That’s the age old question that every manager or leader has to deal with. Do I grind people down and force them into a mold, eliminating anyone that can’t live up to my standards, or do I let people perform to the best of their abilities and let it go at that?
Bad managers always put people second. Feelings are irrelevant. Commitment and investment are irrelevant. Opinions are irrelevant. It’s my way or the high way, and if you don’t like it, I don’t want you here anyhow.
This philosophy only works if you happen to be perfect. Since most managers can’t claim to be Jesus, bad managers and leaders always fail eventually. In business, it plays out as people disengage, look for another job, or actively sabotage the project. In volunteer settings, it means mass exodus of anyone that has a backbone.
Good managers and leaders find ways to harness people’s passion and commitment. This is especially true with volunteers. They want to be there and they care about what they’re doing. As a leader, all you have to do is allow people’s passion and commitment to flourish into something good. Being a good coach and mentor to them can help raise their level of comIncredipetence, and being kind and compassionate can allow for people who would otherwise shy away from church to be a part because they feel important and accepted.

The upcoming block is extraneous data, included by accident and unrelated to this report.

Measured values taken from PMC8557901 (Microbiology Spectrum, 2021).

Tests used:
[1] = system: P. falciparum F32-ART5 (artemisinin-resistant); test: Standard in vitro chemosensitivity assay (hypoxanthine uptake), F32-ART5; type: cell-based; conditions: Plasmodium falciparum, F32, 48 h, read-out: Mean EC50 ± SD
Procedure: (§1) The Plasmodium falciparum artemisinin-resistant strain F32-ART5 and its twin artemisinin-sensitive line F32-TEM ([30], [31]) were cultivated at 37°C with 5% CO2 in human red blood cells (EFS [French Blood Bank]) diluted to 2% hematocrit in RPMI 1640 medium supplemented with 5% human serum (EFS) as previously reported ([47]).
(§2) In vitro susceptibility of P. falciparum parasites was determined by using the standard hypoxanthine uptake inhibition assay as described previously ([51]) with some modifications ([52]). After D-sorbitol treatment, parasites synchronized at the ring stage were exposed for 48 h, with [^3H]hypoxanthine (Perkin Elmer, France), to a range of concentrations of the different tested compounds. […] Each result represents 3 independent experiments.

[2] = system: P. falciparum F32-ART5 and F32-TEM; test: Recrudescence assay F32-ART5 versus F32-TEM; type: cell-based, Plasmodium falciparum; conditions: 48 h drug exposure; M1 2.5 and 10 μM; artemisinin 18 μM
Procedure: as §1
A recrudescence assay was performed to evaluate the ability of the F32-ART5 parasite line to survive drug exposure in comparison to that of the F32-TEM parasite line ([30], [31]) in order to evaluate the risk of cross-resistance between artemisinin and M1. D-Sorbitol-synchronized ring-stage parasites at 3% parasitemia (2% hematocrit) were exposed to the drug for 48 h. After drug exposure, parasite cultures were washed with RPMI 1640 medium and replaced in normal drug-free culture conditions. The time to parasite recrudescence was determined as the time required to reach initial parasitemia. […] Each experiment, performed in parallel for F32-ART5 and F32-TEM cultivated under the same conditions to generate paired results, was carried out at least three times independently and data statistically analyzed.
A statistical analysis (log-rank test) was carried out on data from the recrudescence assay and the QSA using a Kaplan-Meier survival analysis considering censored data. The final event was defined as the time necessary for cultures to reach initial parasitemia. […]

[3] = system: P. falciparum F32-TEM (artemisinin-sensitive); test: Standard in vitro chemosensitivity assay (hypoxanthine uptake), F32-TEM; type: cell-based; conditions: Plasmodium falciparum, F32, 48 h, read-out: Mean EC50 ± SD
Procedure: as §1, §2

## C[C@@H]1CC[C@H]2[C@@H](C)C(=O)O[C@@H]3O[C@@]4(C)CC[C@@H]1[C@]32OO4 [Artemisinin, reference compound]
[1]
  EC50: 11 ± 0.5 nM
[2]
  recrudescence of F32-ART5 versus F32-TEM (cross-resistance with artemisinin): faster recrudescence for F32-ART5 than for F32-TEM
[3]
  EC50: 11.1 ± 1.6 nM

I’ve personally done it both ways. When I took my first managerial position, I immediately fired a bunch of people without getting to know the department or the people at all. That was a great way to temporarily raise productivity (fear for their jobs) and make everyone hate me and plot against me.
I’ve also done it right at times. I have invited people who were not the most talented people to come and be part of something because THEY were passionate about it. I’ve spent countless hours of my own time practicing (i.e. “teaching”) with musicians to get them ready to play. I will take a mediocre person that’s passionate over a talented asshole any day of the week.
Sadly in life, it’s easier to demand than to care about people. The true definition of compassion is accepting people where they are.